It’s hard to talk about women’s health worldwide without talking about birth control, but somehow, when the first Women Deliver conference convened in London in 2007, that’s largely what happened. At the time, support for international contraceptive programs had dried up for a number of reasons, including the urgency of the AIDS crisis and the hostility of the George W. Bush administration. Some feminist groups, meanwhile, shied away from anything that might smack of population control. And so while Women Deliver, a major global gathering devoted to reproductive health, helped draw attention to the scandalous level of maternal mortality in the developing world, it ended up sidelining one of the most important tools we have to address it. When it came to family planning, no one was taking the lead.
At this year’s Women Deliver conference in Kuala Lumpur, Malaysia, it’s clear that there’s been a huge change. In session after session at the largest international conference on women and girls in a decade, speakers from all over the world affirmed the need for universal access to birth control, and spoke excitedly of new programs to provide it. “The machinery of international family planning had been in a relatively low gear and now is ramping up again,” says Karl Hofmann, president of Population Services International, a group that distributes reproductive health supplies worldwide. “We feel more wind in our sails, and I think other organizations like ours do too.”
There are several reasons that things look so different today, but a major one is the work of Melinda Gates. A year ago, Gates, co-chair, with her husband, Bill, of the world’s largest philanthropy, decided to devote herself to getting family planning back on the global agenda. As she told me then, the intense politicization around the issue had created “a glaring hole. Nobody was working really in a united way on contraception.”
Last July the Gates Foundation helped convene a summit in London where international leaders pledged $2.6 billion to provide 120 million women and girls with access to contraception by 2012. “Now there’s huge momentum,” says Poonam Muttreja, executive director of the Population Foundation of India. “I think we can give a lot of credit to the Gates Foundation for taking leadership.”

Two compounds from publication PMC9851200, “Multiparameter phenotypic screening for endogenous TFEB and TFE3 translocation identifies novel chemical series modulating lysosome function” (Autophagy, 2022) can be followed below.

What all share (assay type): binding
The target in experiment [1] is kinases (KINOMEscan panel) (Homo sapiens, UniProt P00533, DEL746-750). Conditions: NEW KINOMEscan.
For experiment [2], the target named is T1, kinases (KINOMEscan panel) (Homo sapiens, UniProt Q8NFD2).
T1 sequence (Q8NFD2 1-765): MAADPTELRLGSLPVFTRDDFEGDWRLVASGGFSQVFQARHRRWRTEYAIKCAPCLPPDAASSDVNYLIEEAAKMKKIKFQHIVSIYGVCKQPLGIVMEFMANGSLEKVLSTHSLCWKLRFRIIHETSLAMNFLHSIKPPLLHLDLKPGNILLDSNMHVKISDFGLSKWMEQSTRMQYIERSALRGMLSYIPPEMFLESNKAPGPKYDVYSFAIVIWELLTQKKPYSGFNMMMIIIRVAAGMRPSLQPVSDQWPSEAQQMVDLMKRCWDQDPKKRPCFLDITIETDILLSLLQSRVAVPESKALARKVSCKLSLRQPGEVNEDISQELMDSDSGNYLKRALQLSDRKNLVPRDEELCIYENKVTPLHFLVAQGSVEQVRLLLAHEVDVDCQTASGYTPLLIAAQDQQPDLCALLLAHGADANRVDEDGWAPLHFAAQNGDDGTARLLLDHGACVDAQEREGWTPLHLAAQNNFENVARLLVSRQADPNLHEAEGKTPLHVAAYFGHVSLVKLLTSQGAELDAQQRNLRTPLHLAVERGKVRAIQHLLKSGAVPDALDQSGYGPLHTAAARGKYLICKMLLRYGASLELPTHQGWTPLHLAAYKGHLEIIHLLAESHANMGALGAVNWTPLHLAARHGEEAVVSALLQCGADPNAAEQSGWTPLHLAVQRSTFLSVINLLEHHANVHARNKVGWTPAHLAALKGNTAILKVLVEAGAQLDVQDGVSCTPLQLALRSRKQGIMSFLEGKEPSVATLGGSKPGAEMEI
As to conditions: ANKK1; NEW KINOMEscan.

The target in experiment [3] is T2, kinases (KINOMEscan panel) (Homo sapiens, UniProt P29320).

George W. Bush restricted access to reproductive health care; his daughter is working to expand it.
It also helps that some of the biggest obstacles have fallen away. Not only is Bush long gone from the White House, in what seems a sign of the times, his daughter Barbara P. Bush spoke at the summit. “If we can ensure that young people right now have access to reproductive health, family planning, [and] education … we really can leverage young people to be drivers of economic growth,” she said. The founder of an international volunteer organization called Global Health Corps, she also serves on the board of Population Services International. She declined to speak about her policy differences with her father, but while his administration restricted access to reproductive health care, she’s working on the ground to expand it. According to Hofmann, in countries including Burundi, Bush’s volunteers augment Population Services International’s programs.
“I think she’s from a generation where maybe it’s a little bit easier to address some of these issues without all the stigma,” says Hofmann. If so, it suggests things are coming full circle. Before the rise of the religious right, her grandfather, George H.W. Bush, was such an ardent proponent of birth control that he was nicknamed “rubbers,” though he reversed his support for family planning when he joined Ronald Reagan’s ticket.
It’s not just in the United States where the opponents of family-planning programs are in retreat. It was particularly heartening to see the Filipino Secretary of Health Enrique Ona speak, given the fact that, until recently, the country’s administration has aligned with the Catholic Church against reproductive rights. Another speaker from the Philippines, Sen. Pia Cayetano, told me that in her village growing up, you needed a prescription even to buy condoms, and some municipalities banned birth control altogether. But in 2010 a president who supports expanded access to family planning was elected, and in December Cayetano managed to pass a historic bill to create a national reproductive health program, though it has been stayed pending a Supreme Court challenge.
As Cayetano walked around the convention center where Women Deliver was held, people stopped her to shake her hand; shortly after we spoke, she was to receive an award from Melinda Gates. A noted triathlete, Cayetano likened attending the conference to carbo-loading before a long race. “These are women who understand what I’m going through, who understand my fight,” she says. “I get tired too. This renews my energy.”